Inflation drops to 10.5% ‒ what it means for your money

The rate of inflation eased in December, but prices are still rising sharply. We explain everything you need to know about why inflation is high, and what the future may hold.

Woman refuelling her car at a petrol station
(Image credit: Getty images)

The consumer prices index rate of inflation fell to 10.5% in December, new figures from the Office for National Statistics (ONS) reveal.

That’s a drop from the 10.7% recorded in November and means that though prices are still rising, they are doing so more slowly than was previously the case. It’s worth remembering that 10.5% is still one of the highest inflation figures seen in the last four decades.

According to the ONS, one of the big drivers in this easing in the rate of inflation was transport costs, particularly motor fuels. 

For example, average petrol prices were unchanged between November and December 2021, yet fell by 8.3p per litre during the same period in 2022, while diesel prices dropped by 8.8p per litre, compared with a drop of just 0.1p per litre the year before. 

Another factor was the price of clothing and footwear, which rose by 6.4% in the year to December, compared with 7.5% in November, while the annual inflation rate for recreation and culture dropped from 5.3% in November to 4.8% last month.

By contrast, prices for food and drink continued to increase at an even greater rate. The ONS found that food and drink prices jumped by an eye-watering 16.9% in the 12 months to December 2022, up from 16.5% in November, marking 17 straight months of increases. 

The ONS said that the last time this rate would have been higher is likely in September 1977.

The high rate of inflation is a good insight into the cost of living crisis, demonstrating precisely why so many households are struggling with the rising cost of energy, fuel and household bills.

So what does the rate of inflation mean for you?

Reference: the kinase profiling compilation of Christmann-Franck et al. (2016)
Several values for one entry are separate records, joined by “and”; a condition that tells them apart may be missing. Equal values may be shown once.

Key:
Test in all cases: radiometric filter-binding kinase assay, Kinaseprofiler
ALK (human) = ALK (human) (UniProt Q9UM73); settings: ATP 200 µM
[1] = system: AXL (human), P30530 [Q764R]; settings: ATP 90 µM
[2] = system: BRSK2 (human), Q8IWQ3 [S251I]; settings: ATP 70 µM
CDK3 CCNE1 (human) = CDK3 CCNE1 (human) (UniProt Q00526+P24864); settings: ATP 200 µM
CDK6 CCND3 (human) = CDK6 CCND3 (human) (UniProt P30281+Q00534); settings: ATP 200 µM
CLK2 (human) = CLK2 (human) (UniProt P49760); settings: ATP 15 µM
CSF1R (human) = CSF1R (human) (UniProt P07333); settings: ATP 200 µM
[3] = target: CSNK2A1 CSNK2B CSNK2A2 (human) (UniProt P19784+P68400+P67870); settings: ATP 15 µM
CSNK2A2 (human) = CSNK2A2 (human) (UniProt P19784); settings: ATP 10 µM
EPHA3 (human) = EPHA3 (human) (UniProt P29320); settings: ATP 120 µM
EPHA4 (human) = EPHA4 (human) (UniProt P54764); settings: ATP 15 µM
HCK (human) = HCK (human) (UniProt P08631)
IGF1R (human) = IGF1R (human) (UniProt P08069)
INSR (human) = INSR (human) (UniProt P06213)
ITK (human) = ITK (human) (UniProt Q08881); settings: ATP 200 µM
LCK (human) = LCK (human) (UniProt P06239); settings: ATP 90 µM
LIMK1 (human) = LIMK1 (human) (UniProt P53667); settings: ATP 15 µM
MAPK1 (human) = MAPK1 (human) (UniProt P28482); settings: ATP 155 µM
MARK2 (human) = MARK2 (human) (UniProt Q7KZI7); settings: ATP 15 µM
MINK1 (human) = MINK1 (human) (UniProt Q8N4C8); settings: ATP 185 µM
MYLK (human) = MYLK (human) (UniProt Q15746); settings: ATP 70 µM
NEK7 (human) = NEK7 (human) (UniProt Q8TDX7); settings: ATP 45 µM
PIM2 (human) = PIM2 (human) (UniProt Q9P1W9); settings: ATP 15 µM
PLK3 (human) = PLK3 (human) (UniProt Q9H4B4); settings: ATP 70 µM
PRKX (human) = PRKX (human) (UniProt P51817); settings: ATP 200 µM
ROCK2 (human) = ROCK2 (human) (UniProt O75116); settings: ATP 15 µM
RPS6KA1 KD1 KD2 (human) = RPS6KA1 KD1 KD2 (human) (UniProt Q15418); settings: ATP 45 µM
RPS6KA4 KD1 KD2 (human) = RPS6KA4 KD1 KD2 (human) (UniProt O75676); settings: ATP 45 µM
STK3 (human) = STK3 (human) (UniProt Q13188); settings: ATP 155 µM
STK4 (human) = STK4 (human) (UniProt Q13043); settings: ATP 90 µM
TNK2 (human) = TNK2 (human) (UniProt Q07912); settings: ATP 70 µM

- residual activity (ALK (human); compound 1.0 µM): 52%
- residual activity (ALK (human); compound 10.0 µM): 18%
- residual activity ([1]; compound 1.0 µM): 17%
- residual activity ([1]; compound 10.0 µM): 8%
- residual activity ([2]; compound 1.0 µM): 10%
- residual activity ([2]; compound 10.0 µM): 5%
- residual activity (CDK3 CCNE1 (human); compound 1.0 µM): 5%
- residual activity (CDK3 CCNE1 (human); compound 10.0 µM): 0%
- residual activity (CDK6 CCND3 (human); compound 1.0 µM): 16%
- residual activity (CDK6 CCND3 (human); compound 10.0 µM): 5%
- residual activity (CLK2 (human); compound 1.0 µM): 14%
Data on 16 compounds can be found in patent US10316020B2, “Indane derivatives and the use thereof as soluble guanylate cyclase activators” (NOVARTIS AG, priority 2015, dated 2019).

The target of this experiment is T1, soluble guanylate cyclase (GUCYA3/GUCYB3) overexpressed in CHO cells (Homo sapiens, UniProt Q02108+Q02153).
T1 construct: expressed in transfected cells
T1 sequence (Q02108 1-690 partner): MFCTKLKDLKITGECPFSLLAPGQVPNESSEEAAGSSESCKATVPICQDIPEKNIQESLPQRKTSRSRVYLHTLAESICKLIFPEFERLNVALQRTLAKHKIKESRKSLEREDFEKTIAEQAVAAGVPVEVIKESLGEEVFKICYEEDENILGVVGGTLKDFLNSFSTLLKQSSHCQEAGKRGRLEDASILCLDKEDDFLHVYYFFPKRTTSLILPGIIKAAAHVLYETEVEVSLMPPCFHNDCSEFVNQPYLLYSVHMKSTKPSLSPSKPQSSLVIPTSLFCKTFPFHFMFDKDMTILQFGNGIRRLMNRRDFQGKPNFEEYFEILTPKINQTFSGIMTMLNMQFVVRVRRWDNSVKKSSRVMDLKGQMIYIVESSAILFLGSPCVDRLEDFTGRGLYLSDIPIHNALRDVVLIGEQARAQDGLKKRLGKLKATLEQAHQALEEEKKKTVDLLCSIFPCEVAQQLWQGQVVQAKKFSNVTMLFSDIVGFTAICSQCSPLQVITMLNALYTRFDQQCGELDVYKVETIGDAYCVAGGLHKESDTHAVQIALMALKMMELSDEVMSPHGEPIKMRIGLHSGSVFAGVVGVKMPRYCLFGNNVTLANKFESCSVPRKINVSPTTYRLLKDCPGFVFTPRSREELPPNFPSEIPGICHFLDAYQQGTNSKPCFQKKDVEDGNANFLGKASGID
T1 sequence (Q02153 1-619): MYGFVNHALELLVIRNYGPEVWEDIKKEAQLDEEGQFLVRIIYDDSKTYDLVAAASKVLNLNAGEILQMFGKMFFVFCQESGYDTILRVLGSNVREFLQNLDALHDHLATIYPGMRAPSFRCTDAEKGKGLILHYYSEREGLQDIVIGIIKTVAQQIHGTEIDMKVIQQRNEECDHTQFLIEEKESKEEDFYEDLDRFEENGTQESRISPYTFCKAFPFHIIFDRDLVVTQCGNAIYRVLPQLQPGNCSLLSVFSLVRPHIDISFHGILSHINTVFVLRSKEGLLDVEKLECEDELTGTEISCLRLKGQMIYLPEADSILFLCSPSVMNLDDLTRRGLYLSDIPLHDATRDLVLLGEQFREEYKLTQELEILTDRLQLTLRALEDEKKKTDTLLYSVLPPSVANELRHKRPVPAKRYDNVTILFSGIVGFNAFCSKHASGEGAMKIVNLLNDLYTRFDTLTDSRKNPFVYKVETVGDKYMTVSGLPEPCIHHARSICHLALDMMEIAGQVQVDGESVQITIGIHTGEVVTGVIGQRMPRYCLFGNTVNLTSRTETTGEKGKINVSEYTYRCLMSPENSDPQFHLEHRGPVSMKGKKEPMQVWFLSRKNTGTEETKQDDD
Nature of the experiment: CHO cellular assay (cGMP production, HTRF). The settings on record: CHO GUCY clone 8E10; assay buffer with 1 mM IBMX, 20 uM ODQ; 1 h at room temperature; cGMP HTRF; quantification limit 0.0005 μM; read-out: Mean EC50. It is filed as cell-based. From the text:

What does inflation mean for my money?

The ONS uses a basket of everyday goods, which reflects the nation’s typical spending habits, to calculate inflation. In simple terms, the current rate means that if that basket of goods cost £100 a year ago, today it would set you back £110.50.

While the rate of inflation is still incredibly high by historic standards, it has dropped for a couple of months in a row now. That means that the cost of goods and services is still increasing, but the rate of that growth has slowed down. Many economic experts have suggested that inflation has peaked, which is obviously good news, though it appears that it will take some time for it to drop to more reasonable levels.

As Sarah Coles, senior personal finance analyst at Hargreaves Lansdown put it: “In most cases, prices won’t fall, they’ll just rise marginally less alarmingly in the coming months.”

You can check out your personal rate of inflation by using the ONS inflation calculator (opens in new tab). It can break down where your money is likely to be hardest hit at the moment, and where you could cut back, such as by switching supermarkets or planning out your meals in order to counter rising supermarket costs.

One of the areas where inflation has a particularly big impact is on your savings. When we look for a savings account, the first consideration should always be whether it beats the rate of inflation, since that means that it is growing in real terms. 

If it doesn’t do that, then even though your balance will go up every year thanks to the interest earned, the money in the account is actually worth less overall.

Unfortunately, you simply can’t find any savings accounts paying such a high rate of interest. The highest rate of interest you can get today is from the First Direct Regular Saver, which pays 7% on savings balances of up to £3,600, though you will need to have a current account with the bank too.

Check out our article on the best savings rates for more. 

John Fitzsimons
Contributing editor

John Fitzsimons has been writing about finance since 2007, and is a former editor of Mortgage Solutions and loveMONEY. Since going freelance in 2016 he has written for publications including The Sunday Times, The Mirror, The Sun, The Daily Mail and Forbes, and is committed to helping readers make more informed decisions about their money.